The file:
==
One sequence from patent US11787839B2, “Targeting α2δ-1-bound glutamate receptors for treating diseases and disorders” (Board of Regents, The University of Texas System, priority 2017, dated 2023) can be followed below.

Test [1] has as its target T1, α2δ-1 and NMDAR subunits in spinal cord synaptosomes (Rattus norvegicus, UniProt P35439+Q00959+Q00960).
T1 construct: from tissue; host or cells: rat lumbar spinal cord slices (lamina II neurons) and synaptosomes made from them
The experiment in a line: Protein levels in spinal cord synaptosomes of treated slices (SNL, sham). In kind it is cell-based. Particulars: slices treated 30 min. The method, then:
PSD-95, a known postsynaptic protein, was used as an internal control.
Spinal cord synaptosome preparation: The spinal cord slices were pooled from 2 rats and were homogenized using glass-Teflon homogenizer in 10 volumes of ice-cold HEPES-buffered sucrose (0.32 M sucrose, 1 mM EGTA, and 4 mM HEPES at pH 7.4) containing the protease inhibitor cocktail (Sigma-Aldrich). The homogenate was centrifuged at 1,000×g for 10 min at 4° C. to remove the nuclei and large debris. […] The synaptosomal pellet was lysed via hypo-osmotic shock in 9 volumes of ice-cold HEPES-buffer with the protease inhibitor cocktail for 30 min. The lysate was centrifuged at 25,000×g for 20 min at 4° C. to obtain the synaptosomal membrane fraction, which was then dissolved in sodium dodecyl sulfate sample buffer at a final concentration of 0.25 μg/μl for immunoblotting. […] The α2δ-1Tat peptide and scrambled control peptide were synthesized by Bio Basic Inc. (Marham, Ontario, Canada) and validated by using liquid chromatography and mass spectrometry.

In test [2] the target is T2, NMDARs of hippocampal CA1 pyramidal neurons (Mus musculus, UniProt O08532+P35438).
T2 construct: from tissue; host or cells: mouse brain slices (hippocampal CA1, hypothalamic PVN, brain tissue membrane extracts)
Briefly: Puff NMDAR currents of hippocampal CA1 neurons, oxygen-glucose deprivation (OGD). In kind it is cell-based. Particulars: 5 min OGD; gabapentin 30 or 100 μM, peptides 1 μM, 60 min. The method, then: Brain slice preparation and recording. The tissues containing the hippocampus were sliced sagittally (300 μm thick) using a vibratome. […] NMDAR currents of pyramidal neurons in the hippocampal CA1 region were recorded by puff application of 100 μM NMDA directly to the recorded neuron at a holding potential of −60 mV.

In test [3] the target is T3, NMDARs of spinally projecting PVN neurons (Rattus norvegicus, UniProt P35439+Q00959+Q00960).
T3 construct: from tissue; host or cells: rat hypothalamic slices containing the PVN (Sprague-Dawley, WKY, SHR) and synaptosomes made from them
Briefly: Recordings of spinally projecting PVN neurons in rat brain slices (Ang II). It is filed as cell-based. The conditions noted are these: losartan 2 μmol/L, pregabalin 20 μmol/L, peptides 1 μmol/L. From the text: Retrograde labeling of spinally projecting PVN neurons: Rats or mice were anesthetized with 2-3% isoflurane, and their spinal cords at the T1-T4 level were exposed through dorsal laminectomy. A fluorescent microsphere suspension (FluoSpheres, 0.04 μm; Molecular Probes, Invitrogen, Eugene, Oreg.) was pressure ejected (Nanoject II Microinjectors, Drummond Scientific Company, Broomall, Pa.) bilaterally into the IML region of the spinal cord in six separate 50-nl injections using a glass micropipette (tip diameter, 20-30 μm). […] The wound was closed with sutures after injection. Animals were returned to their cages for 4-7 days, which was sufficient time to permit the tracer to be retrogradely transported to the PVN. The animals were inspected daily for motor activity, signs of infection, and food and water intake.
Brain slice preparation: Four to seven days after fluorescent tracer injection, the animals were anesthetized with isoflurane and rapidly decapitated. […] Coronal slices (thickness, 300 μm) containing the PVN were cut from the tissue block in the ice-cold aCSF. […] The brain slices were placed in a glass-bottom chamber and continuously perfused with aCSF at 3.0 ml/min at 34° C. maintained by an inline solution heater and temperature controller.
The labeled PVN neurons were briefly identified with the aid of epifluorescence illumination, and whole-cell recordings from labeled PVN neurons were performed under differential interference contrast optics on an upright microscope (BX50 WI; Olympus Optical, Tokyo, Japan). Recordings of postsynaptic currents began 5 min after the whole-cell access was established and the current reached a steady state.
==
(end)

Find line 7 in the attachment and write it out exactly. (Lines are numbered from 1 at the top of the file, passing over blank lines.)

In test [2] the target is T2, NMDARs of hippocampal CA1 pyramidal neurons (Mus musculus, UniProt O08532+P35438).